A landmark UN scientific report has upped the ante on the engineering response to climate change. ICE Director of Engineering Knowledge Mark Hansford highlights two key ways the institution is taking immediate action.
Human activity is changing the climate in unprecedented and sometimes irreversible ways, a major UN scientific report told us this summer.
The landmark study warns of increasingly extreme heatwaves, droughts and flooding, and a key temperature limit potentially being broken in just over a decade’s time.
The sober assessment of our planet’s future was delivered by the UN’s Intergovernmental Panel on Climate Change (IPCC), a group of scientists whose findings are endorsed by the world’s governments.
Their report, Climate Change 2021: The Physical Science Basis, was published in early August and is the first major review of the science of climate change since 2013. It says, in no uncertain terms, that “it is unequivocal that human influence has warmed the atmosphere, oceans and land”.
Chillingly, they have concluded that the target of keeping global temperature rises below 1.5°C will now be breached by 2040 in all scenarios. If greenhouse gas emissions aren’t slashed in the next few years, this will happen even sooner. This was predicted in the IPCC’s special report on 1.5°C in 2018 and this new study now confirms it.
UN Secretary-General António Guterres described the IPCC’s report as a “code red for humanity”, urging government leaders and “all stakeholders” to take immediate action.
ICE and its members are one of these stakeholders. Research conducted for ICE’s The Carbon Project has proven that infrastructure is responsible for 54% of carbon emissions, of which about a quarter is under our direct control through the carbon used to build and operate our infrastructure.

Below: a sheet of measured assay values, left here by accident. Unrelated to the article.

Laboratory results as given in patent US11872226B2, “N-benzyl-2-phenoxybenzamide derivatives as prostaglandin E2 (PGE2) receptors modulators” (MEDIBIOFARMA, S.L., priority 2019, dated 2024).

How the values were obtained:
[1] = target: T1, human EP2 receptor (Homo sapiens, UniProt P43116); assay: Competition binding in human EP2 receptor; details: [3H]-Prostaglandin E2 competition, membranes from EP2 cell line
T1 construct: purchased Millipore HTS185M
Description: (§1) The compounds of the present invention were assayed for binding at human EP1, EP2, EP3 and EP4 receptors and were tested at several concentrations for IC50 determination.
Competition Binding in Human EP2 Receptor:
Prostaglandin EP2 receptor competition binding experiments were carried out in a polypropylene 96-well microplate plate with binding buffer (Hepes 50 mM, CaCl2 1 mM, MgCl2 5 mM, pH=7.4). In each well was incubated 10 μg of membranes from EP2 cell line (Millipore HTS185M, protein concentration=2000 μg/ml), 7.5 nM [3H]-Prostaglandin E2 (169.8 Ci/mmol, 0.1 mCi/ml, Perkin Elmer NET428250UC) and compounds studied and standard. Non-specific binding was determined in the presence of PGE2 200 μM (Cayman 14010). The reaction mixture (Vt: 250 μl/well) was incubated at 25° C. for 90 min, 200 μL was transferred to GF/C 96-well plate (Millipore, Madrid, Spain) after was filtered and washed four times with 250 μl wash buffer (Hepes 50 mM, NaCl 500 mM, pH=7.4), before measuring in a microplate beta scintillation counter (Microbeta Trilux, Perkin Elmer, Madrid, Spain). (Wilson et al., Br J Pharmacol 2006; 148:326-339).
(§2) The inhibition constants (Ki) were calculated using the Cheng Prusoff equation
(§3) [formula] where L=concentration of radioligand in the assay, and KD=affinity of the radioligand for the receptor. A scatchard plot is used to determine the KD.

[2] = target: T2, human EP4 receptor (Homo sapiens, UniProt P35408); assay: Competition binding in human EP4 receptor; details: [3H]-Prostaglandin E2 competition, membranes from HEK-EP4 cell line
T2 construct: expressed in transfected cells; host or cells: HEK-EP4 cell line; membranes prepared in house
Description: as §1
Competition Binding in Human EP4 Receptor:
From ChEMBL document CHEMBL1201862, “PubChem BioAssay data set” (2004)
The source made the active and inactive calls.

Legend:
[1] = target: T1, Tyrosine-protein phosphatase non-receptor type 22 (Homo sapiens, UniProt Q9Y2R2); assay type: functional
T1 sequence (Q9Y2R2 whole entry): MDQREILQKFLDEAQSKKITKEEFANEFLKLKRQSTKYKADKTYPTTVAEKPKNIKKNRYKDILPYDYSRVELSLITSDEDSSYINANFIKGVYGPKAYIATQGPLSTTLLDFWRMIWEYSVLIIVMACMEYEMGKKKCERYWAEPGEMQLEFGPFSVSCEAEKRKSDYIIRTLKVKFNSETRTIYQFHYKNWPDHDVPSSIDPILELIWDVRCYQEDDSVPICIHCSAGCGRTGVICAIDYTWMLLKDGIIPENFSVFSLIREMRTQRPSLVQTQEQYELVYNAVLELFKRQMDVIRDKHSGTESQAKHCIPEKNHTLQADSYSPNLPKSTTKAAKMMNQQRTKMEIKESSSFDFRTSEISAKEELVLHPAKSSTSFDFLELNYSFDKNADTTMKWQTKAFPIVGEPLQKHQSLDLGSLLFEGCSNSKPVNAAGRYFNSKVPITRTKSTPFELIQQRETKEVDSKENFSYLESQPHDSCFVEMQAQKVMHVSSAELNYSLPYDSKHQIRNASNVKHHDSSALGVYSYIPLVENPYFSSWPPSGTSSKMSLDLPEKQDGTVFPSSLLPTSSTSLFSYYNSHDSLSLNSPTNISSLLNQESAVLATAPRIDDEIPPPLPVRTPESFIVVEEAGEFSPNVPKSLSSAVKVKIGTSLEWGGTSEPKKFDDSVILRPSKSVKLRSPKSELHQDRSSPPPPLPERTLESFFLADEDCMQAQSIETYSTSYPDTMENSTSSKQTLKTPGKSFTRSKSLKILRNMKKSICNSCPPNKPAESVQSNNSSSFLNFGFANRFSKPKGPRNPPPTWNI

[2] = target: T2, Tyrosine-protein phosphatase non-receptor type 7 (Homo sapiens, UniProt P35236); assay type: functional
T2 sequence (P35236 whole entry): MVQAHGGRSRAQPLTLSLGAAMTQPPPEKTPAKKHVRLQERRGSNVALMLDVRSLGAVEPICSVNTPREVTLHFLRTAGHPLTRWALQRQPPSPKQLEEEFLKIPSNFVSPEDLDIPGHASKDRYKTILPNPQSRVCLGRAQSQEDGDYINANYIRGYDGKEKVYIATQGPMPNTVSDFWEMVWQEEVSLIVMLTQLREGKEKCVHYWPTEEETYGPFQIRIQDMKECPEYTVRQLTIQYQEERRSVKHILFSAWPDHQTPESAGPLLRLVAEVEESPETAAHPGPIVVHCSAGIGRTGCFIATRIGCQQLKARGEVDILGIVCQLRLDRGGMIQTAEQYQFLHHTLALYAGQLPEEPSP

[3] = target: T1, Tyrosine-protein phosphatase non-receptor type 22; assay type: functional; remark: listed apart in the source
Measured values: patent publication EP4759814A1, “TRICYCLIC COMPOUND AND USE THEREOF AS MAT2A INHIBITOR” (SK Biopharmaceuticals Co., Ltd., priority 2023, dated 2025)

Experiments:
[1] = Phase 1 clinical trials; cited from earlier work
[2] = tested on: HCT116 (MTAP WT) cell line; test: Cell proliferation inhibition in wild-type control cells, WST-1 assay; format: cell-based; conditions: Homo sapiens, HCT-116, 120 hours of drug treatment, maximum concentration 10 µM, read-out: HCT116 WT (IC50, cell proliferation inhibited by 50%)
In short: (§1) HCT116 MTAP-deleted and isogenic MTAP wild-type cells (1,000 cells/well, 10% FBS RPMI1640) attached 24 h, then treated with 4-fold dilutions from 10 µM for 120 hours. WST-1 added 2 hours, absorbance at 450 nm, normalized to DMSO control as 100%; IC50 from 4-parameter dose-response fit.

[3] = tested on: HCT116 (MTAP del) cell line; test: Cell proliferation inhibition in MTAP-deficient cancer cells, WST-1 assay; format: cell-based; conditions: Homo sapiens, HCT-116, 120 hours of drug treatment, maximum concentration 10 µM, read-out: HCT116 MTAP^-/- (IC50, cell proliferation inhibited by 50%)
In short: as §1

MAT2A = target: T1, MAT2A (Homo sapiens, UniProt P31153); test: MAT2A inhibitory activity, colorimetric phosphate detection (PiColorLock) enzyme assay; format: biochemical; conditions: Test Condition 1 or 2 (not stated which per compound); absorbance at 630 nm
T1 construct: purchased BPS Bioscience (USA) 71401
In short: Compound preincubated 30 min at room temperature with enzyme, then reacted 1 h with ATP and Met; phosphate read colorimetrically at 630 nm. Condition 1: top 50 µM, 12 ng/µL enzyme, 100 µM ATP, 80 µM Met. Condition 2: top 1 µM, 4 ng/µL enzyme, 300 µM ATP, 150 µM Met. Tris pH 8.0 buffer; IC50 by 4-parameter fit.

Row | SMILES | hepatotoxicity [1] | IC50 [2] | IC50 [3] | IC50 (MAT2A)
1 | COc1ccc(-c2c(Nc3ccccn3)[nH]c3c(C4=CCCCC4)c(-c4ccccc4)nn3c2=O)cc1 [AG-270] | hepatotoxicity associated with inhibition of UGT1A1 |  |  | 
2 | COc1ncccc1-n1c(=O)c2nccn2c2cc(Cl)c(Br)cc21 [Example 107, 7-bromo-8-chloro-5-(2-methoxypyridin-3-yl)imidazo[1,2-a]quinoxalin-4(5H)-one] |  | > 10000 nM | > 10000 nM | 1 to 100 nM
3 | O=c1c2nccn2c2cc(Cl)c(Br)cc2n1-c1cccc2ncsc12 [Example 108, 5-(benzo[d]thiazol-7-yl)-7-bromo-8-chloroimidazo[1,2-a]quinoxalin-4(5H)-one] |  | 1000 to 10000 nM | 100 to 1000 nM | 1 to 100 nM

ICE is working with others to rapidly improve the tools and techniques at our disposal to help reduce that capital and operational carbon. Right now, there are many, many examples of outstanding people and teams who are already exploiting current knowledge to deliver fantastic low carbon solutions.
ICE is therefore delighted to be taking a leading position in recognising these engineers through our Carbon Champions programme – and is even more delighted to be showcasing the work of some of our first champions at an inspiring launch event on 16 September.
Our first tranche of champions will discuss how they saved carbon on their projects, with a view to inspiring others to do the same. This event will be hosted by ICE President Rachel Skinner, for whom action on carbon reduction is a driving passion. We will also hear from Lara Young, chair of the ICE Carbon Champions review panel, who, in equally passionate terms, will explain how carbon reduction is within the gift of all civil engineers.
State of the Nation
It is clear that ICE and its members can, and must, take responsibility for reducing the carbon embodied in the infrastructure that we design, deliver and maintain.
Still, that is not enough. The Carbon Project’s research shows us that of those emissions associated with infrastructure, 75% are not emissions we control directly, but we can control them by influencing how others interact with the infrastructure that we create.
The importance of this cannot be overstated and, to that end, this year’s State of the Nation – ICE’s most significant annual report – is focusing specifically on how civil engineers, by better understanding the needs of end users of our infrastructure, can tackle that 75% by “engaging the public to act”.
And because the purpose of the report is to engage with our members on how they need to see their role differently, the views of members have been crucial in its production. Throughout this summer we have worked with ICE’s regions and knowledge communities to get the input of more than 150 members via regional workshops and ICE community advisory boards. Enormous thanks to all who contributed to what we hope will be a thought-provoking and inspiring report.
State of the Nation will be unveiled at an open Strategy Session in October and ICE Council will then debate how its conclusions and recommendations should be developed and embedded in the working practice of civil engineers.
These two pieces of work alone will clearly not stop the world warming by more than 1.5°C. But they are positive, exciting steps, and we look forward to sharing them with our members around the world.